As part of the settlement, ECW entered into a corporate integrity agreement with the HHS office of inspector general (OIG) covering the company’s EHR software. The 5-year CIA requires, among other things, that ECW retain an independent software quality oversight organization to assess ECW’s software quality control systems and provide written semiannual reports to OIG and ECW documenting its reviews and recommendations. ECW must provide prompt notice to its customers of any safety-related issues and maintain on its customer portal a comprehensive list of such issues and any steps users should take to mitigate potential patient safety risks. The CIA also requires ECW to allow customers to obtain updated versions of their software free of charge and to give customers the option to have ECW transfer their data to another EHR software provider without penalties or service charges. ECW must also retain an independent review organization to review ECW’s arrangements with healthcare providers to ensure compliance with the anti-kickback statute.
“EHRs have the potential to improve the care provided to Medicare and Medicaid beneficiaries, but only if the information is accurate and accessible,” says Phillip Coyne, OIG special agent in charge. “Those who engage in fraud that undermines the goals of EHR or puts patients at risk can expect a thorough investigation and strong remedial measures such as those in the novel and innovative corporate integrity agreement in this case.”
The settlement with ECW resolves allegations in a lawsuit filed in the District of Vermont by Brendan Delaney, a software technician formerly employed by the New York City division of healthcare access and improvement. Delaney was a New York City employee implementing the eClinicalWorks EHR system at Rikers Island for prisoner healthcare when he first became aware of numerous software problems that he alleged put patients at risk. The lawsuit was filed under the qui tam, or whistleblower, provisions of the False Claims Act, which permit private individuals to sue on behalf of the government for false claims and to share in any recovery. The act also allows the government to intervene and take over the action, as it did in this case. As part of the resolution, Delaney will receive approximately $30 million.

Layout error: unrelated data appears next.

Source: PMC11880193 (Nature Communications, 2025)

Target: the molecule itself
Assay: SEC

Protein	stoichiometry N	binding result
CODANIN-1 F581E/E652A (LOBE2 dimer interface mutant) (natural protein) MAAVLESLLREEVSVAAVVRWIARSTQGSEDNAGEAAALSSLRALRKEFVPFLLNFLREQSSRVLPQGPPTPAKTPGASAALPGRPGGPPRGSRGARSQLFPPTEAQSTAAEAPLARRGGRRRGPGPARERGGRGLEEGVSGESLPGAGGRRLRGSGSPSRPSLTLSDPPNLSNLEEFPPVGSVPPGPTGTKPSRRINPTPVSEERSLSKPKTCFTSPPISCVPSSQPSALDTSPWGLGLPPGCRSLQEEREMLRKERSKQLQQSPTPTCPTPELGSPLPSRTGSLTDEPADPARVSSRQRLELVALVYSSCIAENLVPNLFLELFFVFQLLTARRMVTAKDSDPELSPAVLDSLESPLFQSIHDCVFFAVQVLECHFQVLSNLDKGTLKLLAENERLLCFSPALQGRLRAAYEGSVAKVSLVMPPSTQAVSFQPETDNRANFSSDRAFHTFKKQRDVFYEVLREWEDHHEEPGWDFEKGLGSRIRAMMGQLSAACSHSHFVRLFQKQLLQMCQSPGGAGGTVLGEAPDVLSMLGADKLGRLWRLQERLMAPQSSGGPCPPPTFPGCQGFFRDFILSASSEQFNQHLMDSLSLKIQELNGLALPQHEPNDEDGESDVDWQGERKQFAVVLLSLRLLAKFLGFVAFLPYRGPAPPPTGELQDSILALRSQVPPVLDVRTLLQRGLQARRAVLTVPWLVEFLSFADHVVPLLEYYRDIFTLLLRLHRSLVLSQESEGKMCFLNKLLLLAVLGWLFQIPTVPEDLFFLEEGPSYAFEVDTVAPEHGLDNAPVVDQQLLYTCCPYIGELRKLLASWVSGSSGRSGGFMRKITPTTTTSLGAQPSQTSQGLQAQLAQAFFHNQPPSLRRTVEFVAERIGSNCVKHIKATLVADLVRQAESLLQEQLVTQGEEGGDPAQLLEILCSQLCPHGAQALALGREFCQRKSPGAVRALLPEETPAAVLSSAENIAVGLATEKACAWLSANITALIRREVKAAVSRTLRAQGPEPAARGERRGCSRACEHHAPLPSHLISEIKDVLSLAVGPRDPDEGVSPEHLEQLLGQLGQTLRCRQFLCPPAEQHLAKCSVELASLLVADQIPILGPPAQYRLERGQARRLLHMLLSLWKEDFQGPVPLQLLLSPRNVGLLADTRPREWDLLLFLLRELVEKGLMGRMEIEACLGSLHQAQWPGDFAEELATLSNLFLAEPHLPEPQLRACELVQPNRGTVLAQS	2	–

Delaney has worked as a consultant on EHR systems for various hospitals and healthcare providers since he left employment with the City of New York in 2011.
“I was profoundly saddened and disappointed by the indifference of senior health department officials and investigators for New York City when I provided detailed information about serious flaws in the EHR software that could endanger patients,” Delaney says. “I am grateful that Phillips & Cohen and federal government attorneys recognized the seriousness of my charges and dug into the matter quickly and thoroughly.”
The matter was jointly handled by the civil division’s commercial litigation branch, the US attorney’s office for the District of Vermont, the HHS office of inspector general, and multiple HHS agencies and components.
“This is a ground-breaking case,” says Colette G. Matzzie, a whistleblower attorney and partner at Phillips & Cohen. “It is the first time that the government has held an electronic health records vendor accountable for failing to meet federal standards designed to ensure patient safety and quality patient care.”
“Accurate and reliable electronic health records are essential to good patient care and safety,” says Matzzie. “The most important outcome of the case is that multiple steps have been taken to alert eClinicalWorks customers, so patients now are better protected.”